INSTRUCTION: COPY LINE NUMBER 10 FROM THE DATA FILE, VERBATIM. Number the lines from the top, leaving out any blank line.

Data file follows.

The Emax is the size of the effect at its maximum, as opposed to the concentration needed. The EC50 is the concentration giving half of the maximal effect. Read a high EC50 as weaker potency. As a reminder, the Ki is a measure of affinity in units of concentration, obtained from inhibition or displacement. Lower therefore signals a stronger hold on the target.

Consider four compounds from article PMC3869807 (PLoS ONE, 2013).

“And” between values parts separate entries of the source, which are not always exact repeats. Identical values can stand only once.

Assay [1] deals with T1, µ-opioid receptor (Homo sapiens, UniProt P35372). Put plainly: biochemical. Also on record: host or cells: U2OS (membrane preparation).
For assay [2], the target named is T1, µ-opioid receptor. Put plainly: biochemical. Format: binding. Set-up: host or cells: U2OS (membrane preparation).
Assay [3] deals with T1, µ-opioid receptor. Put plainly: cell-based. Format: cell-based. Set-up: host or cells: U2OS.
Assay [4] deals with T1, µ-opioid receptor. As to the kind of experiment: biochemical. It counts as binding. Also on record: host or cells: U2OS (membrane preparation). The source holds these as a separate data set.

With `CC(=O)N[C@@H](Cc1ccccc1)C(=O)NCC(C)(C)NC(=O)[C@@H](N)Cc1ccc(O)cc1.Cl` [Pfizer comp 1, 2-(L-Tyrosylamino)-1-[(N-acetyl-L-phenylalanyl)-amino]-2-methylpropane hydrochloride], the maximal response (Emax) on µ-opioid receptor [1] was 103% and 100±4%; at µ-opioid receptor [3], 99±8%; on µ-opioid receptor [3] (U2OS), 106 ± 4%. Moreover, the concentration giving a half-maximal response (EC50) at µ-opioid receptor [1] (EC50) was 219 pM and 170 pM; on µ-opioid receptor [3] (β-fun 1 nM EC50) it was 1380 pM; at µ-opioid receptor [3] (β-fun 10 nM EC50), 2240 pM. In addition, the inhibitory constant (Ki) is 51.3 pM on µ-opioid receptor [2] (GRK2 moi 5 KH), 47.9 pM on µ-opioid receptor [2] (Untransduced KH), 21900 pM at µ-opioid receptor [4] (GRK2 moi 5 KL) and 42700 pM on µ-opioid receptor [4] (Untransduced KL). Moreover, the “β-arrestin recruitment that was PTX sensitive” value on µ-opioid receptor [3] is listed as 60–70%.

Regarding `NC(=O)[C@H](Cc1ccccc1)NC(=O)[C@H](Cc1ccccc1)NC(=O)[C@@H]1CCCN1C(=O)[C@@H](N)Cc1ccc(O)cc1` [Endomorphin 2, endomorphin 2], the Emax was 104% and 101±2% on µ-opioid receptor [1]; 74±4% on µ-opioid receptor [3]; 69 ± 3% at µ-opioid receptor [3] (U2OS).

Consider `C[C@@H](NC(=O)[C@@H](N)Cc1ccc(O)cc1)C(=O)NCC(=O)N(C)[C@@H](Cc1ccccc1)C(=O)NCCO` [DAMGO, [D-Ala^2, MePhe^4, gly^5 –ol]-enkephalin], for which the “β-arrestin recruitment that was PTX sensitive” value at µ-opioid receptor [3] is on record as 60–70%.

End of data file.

Consider `C[C@@H](NC(=O)[C@@H](N)Cc1ccc(O)cc1)C(=O)NCC(=O)N(C)[C@@H](Cc1ccccc1)C(=O)NCCO` [DAMGO, [D-Ala^2, MePhe^4, gly^5 –ol]-enkephalin], for which the “β-arrestin recruitment that was PTX sensitive” value at µ-opioid receptor [3] is on record as 60–70%.